Ooops, I Did It Again

002_4e6365d0a03d4-lightboxYes of course there are cars that are faster, grippier (not many), more nimble (fewer still), better looking (depends on your definition I guess), and cooler (I believe the integrale just got pipped to top spot by the McLaren F1 and the Bugatti Veyron in this regard a couple of years ago in Evo Magazine), but rare indeed is the car that manages to combine all these things together (and before Auto-Journals’ Managing Editor starts banging on about his Skyline, I guess I should casually mention the small matter of heritage…)

[Hehe, only if you want to display your ignorance of the rich heritage of the Skyline going back to the 1950s. Oh and Chrysler Delta anyone? – ed]

Consequently, despite occasionally casting an appreciative eye over other automotive devices, I’ve never found myself moved to even consider purchasing another car – let alone putting the integrale up for sale in order to make way (the mere thought of which even now brings me out in hives!)

However, it has occurred to me over time that it might just be possible to complement the integrale.  With this in mind I’ve been able to indulge in occasional flights of fancy as to the ideal stablemate – without so far ever proceeding as far as getting out the chequebook.  Off the top of my head, I’ve toyed with an Exige (say no more), an Evora (don’t know why, I just like ‘em), a Caterham (I still think everyone at some stage should own one), an Alfa 147 GTA (small car, big engine, yeah!), a D-type replica (just imagine….), a Z3M Coupe (the only BMW I’ve ever fancied), and a McLaren MP4-12C (unfortunately I think my wife must have spoken to the showroom as I never heard back from them…)

All of the above I managed eventually to talk myself out of (with the exception of the McLaren where my wife saved me the trouble), but then one day it happened….

Anyone familiar with my Auto-Journals integrale entries will know that my first memories of Lancias involve fairly terminal encounters with burning or self-destructing Fulvias – and so surely only a complete buffoon would disregard these experiences and countenance buying one?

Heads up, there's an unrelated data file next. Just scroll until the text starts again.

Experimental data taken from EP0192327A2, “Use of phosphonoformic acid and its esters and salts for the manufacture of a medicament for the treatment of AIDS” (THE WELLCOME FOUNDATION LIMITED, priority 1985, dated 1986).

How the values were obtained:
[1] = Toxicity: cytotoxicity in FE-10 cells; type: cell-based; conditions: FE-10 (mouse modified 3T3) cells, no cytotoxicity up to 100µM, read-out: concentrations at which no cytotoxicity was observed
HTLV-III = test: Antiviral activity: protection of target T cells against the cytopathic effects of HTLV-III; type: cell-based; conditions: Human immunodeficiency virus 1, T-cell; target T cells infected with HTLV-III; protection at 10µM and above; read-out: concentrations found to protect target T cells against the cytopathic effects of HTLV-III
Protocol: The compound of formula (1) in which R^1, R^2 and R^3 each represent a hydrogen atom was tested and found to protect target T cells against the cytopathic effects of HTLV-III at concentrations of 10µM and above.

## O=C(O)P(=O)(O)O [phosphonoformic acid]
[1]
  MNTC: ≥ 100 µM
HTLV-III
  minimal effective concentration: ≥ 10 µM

And do I spell buffoon with one ‘f’ or two?” said the nice man as he filled in the details on the V5 and relieved me of my cheque.  Yes, I don’t know quite how it happened, but the quest to find something with which to complement the Lancia led me to another Lancia!  (Even amongst Lancia owners, owning more than one is regarded as a sign of possibly having eaten too much cheese).

But just look at it!  Better still, as it’s the very car that Mr Clarkson drove in the same edition of Top Gear in which Mr Hammond drove my integrale, have a listen to it here:  It really does sound like that!  If I have one criticism of the integrale, it’s that the engine, when mated to the standard exhaust system, sounds a bit… Meh.  The Fulvia though, even though ‘tis but a humble 1300 (a V4, doncha know?), sucks in the air through some meaty looking Dell’ortos and makes j-u-s-t the most fantastic sound ever.

Driving the Fulvia reminds you of how motoring should be: a challenge – an enjoyable challenge, but a challenge nevertheless.  You need to drive with your brain fully engaged the whole time.  Starting the car involves fiddling with the choke (remember those?).  First gear is out on a dog-leg with no lockout on reverse (directly forward from first), and you need to bypass second until the oil is warm.  The steering is unassisted and is u-n-b-e-l-i-e-v-a-b-l-y heavy unless the car is moving (whereupon it becomes delightful).  There is no ABS, no airbags, no air-con, no cup-holders, no radio, and no satnav – all these things (bar the airbag) you must do yourself.  And to add to the fun of driving it in traffic, the bumpers have been removed and so there is nothing to protect its pretty bodywork from inattentive numpties – you must fast learn the art of ‘see and avoid’.